I’m in State College for the next few weeks, and this afternoon stopped by the Paterno Library at Penn State for a talk that looked intriguing. Pamela Spitzmueller, a rare books conservator, gave The Charles W. Mann Jr. Lecture in the Book Arts. Her talk was on “Books as Physical Objects or How Conserving Damaged Rare Books Inspired Me to Create New Book Objects.” It was a fascinating talk and certainly something outside my wheelhouse.

Since getting into publishing last March with The Nittany Valley Society, I’ve come to learn a lot about what’s possible in publishing both technologically and financially. If done right, you can publish a very high quality book with little or no initial capital costs. It’s a brave new world for publishing and it’s fun to be at what looks like just the start of it.

There’s a great little bookstore in downtown State College called Webster’s. It’s been through tough times but is doing better than ever now, it seems. It’s the type of place that was home to hipsters before they ever descended on Brooklyn—the sort of place where you can buy some great used books for a few bucks and where just plain quickly people hang out.

The future for stores like this is bleak, and from a pure market perspective rightly so. But there’s also no doubt towns suffer when places like Webster’s disappear. Because a vibrant and special gathering place disappears. Webster’s is more than just a bookstore, and they’ve learned to capitalize on this—selling memberships that offer specific benefits. So even heretics like me who prefer the ease and simplicity of Amazon for books can support what Webster’s represents by buying a membership. This is a great model for local bookstores to survive—a great way for stores with physical books to continue to be a fixture in strong little communities.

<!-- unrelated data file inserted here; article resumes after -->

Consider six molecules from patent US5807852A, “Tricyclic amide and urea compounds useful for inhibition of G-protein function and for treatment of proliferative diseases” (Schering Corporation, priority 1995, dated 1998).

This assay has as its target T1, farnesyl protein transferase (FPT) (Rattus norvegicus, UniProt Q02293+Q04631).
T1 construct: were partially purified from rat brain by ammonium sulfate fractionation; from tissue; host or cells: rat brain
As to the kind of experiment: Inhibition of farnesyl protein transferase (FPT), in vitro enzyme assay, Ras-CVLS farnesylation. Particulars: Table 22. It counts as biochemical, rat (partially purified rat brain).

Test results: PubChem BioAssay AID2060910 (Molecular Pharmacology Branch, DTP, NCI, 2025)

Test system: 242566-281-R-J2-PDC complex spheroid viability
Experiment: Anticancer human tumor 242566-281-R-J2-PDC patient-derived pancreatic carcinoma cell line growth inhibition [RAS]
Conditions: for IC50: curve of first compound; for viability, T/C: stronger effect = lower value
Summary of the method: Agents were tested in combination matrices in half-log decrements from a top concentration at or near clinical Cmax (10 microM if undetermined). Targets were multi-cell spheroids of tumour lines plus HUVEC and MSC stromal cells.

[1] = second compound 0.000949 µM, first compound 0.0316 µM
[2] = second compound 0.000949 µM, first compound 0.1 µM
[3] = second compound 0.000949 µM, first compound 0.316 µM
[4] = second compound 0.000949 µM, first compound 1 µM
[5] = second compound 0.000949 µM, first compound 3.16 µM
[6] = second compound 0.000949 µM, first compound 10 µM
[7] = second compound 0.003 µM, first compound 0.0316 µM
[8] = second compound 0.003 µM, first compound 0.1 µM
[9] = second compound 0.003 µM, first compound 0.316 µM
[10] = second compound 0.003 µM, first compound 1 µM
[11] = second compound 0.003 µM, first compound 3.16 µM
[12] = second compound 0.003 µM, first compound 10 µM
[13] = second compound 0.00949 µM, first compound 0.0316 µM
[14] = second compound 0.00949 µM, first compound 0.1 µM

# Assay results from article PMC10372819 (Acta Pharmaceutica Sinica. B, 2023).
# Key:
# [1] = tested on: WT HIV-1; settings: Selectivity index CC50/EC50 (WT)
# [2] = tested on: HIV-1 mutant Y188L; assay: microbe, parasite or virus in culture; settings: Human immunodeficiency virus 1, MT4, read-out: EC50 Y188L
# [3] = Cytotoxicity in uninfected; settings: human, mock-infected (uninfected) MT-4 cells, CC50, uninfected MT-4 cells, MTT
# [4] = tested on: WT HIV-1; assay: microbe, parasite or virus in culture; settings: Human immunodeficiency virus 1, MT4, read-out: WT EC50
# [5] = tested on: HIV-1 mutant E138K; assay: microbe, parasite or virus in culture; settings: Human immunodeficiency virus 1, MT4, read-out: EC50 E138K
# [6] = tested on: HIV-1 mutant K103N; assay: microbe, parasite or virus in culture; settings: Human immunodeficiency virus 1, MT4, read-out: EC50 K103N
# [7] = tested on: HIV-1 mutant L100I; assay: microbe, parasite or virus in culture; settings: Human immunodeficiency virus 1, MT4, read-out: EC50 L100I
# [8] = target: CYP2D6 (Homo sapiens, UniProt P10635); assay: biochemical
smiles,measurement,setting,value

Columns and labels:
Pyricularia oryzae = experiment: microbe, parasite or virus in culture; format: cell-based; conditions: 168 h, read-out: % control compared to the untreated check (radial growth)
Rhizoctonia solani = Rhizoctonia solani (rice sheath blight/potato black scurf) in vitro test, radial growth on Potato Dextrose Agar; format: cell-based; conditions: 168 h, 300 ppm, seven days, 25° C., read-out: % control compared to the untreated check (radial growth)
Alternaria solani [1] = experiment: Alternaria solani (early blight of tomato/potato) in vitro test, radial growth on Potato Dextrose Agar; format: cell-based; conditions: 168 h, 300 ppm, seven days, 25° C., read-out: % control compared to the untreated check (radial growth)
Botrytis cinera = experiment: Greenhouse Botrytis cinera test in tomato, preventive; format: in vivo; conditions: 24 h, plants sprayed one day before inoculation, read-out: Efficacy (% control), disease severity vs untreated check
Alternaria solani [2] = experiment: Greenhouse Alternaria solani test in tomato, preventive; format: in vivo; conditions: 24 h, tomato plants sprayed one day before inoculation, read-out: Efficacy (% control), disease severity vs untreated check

And then on the other end of the spectrum are the few remaining big box purveyors like Barnes and Noble, which isn’t having much luck with its Nook platform or its physical stores. So what happens when Barnes and Noble disappears? How will physical book lovers be able to get real copies of their favorite books? For that matter, what if you just want a paperback of your favorite novel for a weekend trip?

The Redbox model, I think. In other words, if Barnes and Noble survives I think it’s likely to do so as a brand name with print-on-demand kiosks in other places, just like Redbox has kept DVD rentals alive through their kiosks in Walmarts across America.

Imagine walking up to a book kiosk and punching in “Catcher in the Rye” or “Fifty Shades of Grey” on the screen, choosing “hardcover” or “paperback”, selecting color or black/white interior, ad paper quality, and swiping your credit card. The machine goes to work printing and binding your book, and within five minutes you walk out with your literally hot-off-the-press copy.

Hooked up to the Internet the machines can access a database for the latest books, meaning publishers can get books out faster than ever before. An entire store exists in one machine. Rare books can be ordered online, and for everything else the kiosk does the work.

I don’t think we’re quite there in terms of the physical size of print-on-demand technology, but having worked with Amazon’s CreateSpace publishing service I know we’re there in terms of speed and quality.

And just imagine: the little bookstore-survivors suddenly making some money off the big box brand, with a whole Barnes and Noble in their little lobby.